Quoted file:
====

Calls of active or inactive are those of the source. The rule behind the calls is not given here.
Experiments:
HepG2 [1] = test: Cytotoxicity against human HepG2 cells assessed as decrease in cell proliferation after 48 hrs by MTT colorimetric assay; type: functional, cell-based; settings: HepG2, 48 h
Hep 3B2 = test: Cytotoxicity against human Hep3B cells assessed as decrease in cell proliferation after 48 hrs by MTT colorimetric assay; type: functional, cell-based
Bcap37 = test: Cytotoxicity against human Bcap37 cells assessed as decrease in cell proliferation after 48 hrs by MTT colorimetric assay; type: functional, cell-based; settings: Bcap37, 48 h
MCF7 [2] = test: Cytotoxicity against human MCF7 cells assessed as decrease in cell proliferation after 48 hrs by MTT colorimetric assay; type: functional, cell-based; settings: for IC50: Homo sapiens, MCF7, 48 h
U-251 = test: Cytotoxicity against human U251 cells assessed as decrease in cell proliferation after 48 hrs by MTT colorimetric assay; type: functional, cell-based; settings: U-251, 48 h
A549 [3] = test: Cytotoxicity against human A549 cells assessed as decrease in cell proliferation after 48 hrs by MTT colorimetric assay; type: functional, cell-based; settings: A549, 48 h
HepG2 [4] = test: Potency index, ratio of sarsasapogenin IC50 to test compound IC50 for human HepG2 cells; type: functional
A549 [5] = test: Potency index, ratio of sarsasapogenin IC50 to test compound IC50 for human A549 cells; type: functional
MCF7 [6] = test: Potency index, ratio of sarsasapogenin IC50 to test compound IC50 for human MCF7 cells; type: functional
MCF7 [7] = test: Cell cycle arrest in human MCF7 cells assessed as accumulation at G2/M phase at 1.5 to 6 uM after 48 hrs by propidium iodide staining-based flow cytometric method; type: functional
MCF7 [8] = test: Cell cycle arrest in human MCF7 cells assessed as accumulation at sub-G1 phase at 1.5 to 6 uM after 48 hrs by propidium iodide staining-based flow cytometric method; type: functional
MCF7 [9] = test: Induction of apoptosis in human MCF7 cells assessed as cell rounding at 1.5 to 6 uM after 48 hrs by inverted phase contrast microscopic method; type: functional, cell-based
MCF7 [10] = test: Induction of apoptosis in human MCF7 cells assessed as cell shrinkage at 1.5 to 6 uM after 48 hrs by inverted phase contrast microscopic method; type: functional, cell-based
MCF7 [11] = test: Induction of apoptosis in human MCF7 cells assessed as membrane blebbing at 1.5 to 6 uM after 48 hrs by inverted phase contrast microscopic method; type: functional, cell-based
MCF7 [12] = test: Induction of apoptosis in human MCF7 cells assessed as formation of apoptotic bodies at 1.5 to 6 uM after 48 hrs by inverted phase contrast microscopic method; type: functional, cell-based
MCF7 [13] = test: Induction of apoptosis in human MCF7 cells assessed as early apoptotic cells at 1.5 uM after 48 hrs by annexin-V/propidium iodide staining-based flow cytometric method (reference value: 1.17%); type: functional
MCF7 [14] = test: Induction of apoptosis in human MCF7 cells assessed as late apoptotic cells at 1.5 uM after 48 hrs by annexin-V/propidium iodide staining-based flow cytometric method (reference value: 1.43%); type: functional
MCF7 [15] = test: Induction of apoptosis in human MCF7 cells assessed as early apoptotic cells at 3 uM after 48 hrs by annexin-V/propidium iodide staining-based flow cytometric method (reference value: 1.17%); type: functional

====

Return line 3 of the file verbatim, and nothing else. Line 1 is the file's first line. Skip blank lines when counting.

HepG2 [1] = test: Cytotoxicity against human HepG2 cells assessed as decrease in cell proliferation after 48 hrs by MTT colorimetric assay; type: functional, cell-based; settings: HepG2, 48 h